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The phenomenon of interaction between sound and light was suggested by Louis-Marcel Brillouin* some sixty years ago. This theory was based on the hypothesis that monochromatic (single frequency such as red, green, etc.) Light would be diffracted in the presence of sound. This principle was proven in 1932 when the diffraction effect was observed in an experiment involving a source of filtered light that illuminated a column of water into which sound has been generated. Proper adjustment of the angle of incidence of the light source, allowed for the first-order diffraction line to become more intense while providing cancellation of the other lines. This angle was later called the Bragg angle and the phenomenon constitutes the basis for the acousto-optical (A/0) receiver, or as it is sometimes called, the Bragg-cell receiver.
In a Bragg-cell receiver, such as the one shown in Fig. 1, several rf signals of interest which are present at the antenna are converted to a wide-band i-f (40 MHz) centered, in our case, at 70 MHz. This is a typical superheterodyne process, and the signals contained within the i-f are further amplified by a high-gain high-dynamic range i-f amplifier, and are finally applied to the Bragg-cell through a piezoelectric transducer which is bonded to it. See Fig. 2.
The Bragg-cell is a block of very pure crystalline material, usually quartz or lithium niobate, approximately 1 cm x 1 cm x 10 cm in size. When excited by electrical signals within the pass-band of its transducer, the Bragg-cell is internally exposed to sound waves corresponding to the signals received.
*Louis-Marcel Brillouin (1854-194B). A French physicist, famous for his ferromagnetic theory, perpetual motion opposition. and Brillouin scattering phenomenon.
If a beam of monochromatic light such as that produced by a laser is injected at the certain angle into the Bragg-cell, an instantaneous deflection will occur for each of the sonic signals traveling through it. This happens because the acoustic energy in the material causes changes in the refractive index between the peaks and valleys of the wave. The resultant diffraction pattern is an instantaneous display of the signals which can be viewed panoramically on a screen within the range of the signals applied to the transducer. The deflection angle and the intensity of the light beam are proportional respectively to the frequency and power of the signals being received.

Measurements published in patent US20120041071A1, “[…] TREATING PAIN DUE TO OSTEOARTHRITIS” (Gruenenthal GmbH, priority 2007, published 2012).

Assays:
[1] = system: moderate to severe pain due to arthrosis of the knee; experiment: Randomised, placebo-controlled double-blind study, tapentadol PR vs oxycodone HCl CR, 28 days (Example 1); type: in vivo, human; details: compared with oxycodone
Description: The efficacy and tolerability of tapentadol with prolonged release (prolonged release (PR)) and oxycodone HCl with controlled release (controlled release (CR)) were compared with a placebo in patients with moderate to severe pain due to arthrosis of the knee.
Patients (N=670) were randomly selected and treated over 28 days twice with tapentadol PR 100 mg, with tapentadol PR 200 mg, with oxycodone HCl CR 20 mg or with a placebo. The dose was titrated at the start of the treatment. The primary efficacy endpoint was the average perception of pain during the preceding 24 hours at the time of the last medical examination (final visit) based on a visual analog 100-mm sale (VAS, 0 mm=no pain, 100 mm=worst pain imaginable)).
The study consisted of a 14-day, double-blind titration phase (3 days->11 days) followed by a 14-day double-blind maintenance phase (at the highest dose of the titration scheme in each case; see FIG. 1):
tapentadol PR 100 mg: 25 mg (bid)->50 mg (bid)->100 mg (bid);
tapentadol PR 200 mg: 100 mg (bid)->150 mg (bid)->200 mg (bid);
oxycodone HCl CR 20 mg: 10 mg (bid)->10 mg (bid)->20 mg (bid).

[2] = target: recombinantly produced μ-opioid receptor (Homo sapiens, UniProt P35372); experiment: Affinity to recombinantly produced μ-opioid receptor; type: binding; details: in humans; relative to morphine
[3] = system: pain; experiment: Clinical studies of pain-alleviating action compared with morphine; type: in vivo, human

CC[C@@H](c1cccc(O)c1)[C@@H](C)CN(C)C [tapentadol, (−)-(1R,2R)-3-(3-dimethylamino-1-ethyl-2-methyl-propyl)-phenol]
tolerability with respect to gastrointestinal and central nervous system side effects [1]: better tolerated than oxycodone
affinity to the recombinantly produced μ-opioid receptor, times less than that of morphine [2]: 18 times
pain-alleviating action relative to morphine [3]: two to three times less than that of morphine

The Bragg-cell receiver can be viewed as a parallel-processing device which acts as an optical Fourier transformer that continuously converts the time varying input into discrete frequency sets represented by separate instantaneous beam diffraction angles corresponding to each frequency.
The instantaneous nature of the Bragg-cell receiver allows for a high probability of intercept (POI) since many signals can be "viewed" at the same time, as in the case of a radio telescope. Detection of the displayed signals is implemented by focusing the multiple light beam on a linear array of PIN photodiodes which are spaced very closely together. The position of each detector corresponds to a specific frequency within the band-pass of the receiver allowing for parallel frequency detection of all signals within that band. As many as a thousand detectors could be incorporated into such a signal collection installation, allowing for a typical frequency cell resolution of 1 MHz or less.
While not completely understood, from an application point of view, this type of receiver is envisioned as an instantaneous spectrum analyzer, identifying signals of interest and directing conventional digitally programmable receivers to the particular frequency for narrow-band analysis.
There are few Bragg-cell receivers in existence today. Figure 3 shows a Bragg-cell channelized receiver developed by GTE-Sylvania, and shown in Fig. 4 are some commercially available Bragg-cells manufactured by IntraAction Corp. The typical performance of a Bragg-cell receiver is shown in Table 1. This table shows that one of the disadvantages of the Bragg-cell receiver is its limited dynamic range.
Other disadvantages of this type of receiver are its mechanical complexity associated with the packaging of the laser source, optical train and the detector array. New approaches in Bragg-cell receiver technology are looking at replacing the relatively bulky neon-helium laser with solid state devices which can be incorporated together with the Bragg-cell, lenses, and photosensors on the same substrate as shown in Fig. 5.
In conclusion, acousto-optical signal-processing technology has been emerging from the experimental laboratory development phase into an advanced process of signal collection with wide band applications. While still in its infancy, the Bragg-cell receiver should provide an improved signal processing tool in a dense rf spectrum.
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